Mr. Longpre stated that as the game unfolded, the developers devised a system of encounters. Elements of stealth, the ability to take cover in buildings, as well as tactical flanking mechanics had to be incorporated into the game. The best ways to proceed with these elements was tested in early development mission play-throughs. Along the way puzzles for the gamers were scripted in, whereby the gamer would have to solve the puzzle in order to achieve certain goals, such as gaining access to an area where weaponry could be obtained. It was at this point in the lecture when Mr. Longpre confirmed what every gamer already suspected – the developers definitely discuss how “mean” they want to be to the gamers in regards to level advancement. While level difficulty is expected and an important part of the “reward system” in gaming, it wouldn’t do to make a mission next to impossible for the gamer to successfully complete.
Mr. Wood reminded the audience that several individual teams are all working on the main map at the same time, and this is where the importance of communication becomes paramount. Each team must know what the other teams are working on, not only to eliminate duplicity in the game, but also to ensure that the game will play smoothly and the storyline makes sense. There can also be problems if the game includes cut-scenes or non-interactive scenes. If a cinematic team has spent months developing a cut-scene for a certain level, it would all be naught if the completed cinematic is for a mission which has been completely changed by the level designers. The cinematic must match the environment into which it is inserted, so a system of markers was used in level design, showing those working on the schematics of the mission which areas would be used in relevant cinematic sequences.
There were many questions from the audience, including the involvement of sound engineers. Both Mr. Wood and Mr. Longpre stated that at least one sound engineer is involved in the game’s development right from the start, and then as more sound effects and music tracks are needed, more members are added to the team. It takes quite some time to ensure that effects are properly timed, and the play-through for sound placement adds another round of play-testing to ensure a quality product.
The final steps in completing the game for final test balancing is the lighting and any other similar effects such as fog, mist, sunrise, sunset and night. The Normandy mission is a night-time mission, so challenges had to be met in regards to player visibility. Mr. Longpre added that there is often debates over the darkness of levels during development. It was also important that effects such as explosions and smoke behaved naturally. This meant that buildings, ground and vehicles had to follow a realistic pattern when hit, with the ensuing fire and smoke being effects with other elements such as rain or air flow. Gamers are a hard audience to please, and the developers need to do their best to meet expectations without slowing the game’s frame speed to a crawl.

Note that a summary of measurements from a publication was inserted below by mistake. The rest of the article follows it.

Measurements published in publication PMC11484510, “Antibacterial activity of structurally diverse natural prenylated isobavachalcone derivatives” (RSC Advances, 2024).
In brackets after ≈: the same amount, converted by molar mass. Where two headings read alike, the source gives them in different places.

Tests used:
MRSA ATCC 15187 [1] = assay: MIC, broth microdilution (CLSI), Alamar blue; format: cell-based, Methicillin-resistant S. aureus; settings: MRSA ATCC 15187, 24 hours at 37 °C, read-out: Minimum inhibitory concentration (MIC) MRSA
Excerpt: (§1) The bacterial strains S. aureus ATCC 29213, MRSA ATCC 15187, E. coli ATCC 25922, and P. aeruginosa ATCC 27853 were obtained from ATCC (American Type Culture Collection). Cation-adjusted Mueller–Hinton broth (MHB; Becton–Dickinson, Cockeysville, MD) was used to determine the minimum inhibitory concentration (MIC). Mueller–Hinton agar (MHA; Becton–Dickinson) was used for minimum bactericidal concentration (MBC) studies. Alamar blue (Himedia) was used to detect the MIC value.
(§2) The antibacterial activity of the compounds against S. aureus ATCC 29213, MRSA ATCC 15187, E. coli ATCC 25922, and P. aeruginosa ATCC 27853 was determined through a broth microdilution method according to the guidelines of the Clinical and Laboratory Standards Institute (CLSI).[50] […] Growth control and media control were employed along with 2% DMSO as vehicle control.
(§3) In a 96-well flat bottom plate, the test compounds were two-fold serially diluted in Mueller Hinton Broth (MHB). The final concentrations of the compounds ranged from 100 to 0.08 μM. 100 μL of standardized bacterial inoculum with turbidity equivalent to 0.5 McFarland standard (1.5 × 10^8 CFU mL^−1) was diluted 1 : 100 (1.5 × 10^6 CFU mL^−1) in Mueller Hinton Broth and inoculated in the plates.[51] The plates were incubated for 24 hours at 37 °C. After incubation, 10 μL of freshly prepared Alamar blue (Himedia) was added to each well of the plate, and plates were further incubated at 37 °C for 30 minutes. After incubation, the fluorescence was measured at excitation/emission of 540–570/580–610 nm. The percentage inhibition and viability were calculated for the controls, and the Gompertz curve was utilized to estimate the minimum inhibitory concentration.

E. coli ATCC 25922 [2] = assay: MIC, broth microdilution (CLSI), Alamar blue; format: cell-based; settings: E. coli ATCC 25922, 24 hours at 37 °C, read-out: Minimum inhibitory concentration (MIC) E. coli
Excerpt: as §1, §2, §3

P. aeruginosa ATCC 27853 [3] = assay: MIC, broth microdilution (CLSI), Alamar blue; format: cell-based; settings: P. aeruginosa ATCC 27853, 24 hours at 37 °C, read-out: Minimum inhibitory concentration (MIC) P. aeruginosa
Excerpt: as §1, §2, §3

As the development team wanted to try many new elements in the game, and with the development of the Essence Engine, the entire process for Company of Heroes was a learning curve. Both Mr. Longpre and Mr. Wood agreed that the development time for a game needs to be kept as short as possible without compromising the quality of the game itself. With longer development times, there is more chance of team members leaving, and other or new members not being able to work with sections which only the leaving member knew about. This could effectively slow down development, or mean a re-design if legacy-related problems occur. Both men reiterated that teamwork is essential, there is no place for egos or section ownership during the development of a product.
The lecture ended with a few questions from the audience in regards to skills to possess and job-seeking strategies. Both agreed that prospective development students needed to get as much schooling as possible in their chosen fields. Artists need to be multi-faceted and should be able to do concept art as well as build objects and textures. Level designers need strong programming and math skills. Overall, they both felt it important that the students be sure to gear each application package to the team they are applying to.
After the lecture, Mr. Longpre and Mr. Wood moved out to the game tournament area, where they took in a few rounds of Company of Heroes with the gamers who were there to compete. I would like to state my appreciation to both men for taking the time to do this, as many gamers never have the chance to interact with the talent behind the game, and their taking the time to do so tells the gamers that they are important to the studios, and leaves a lasting, positive impression of the studio itself.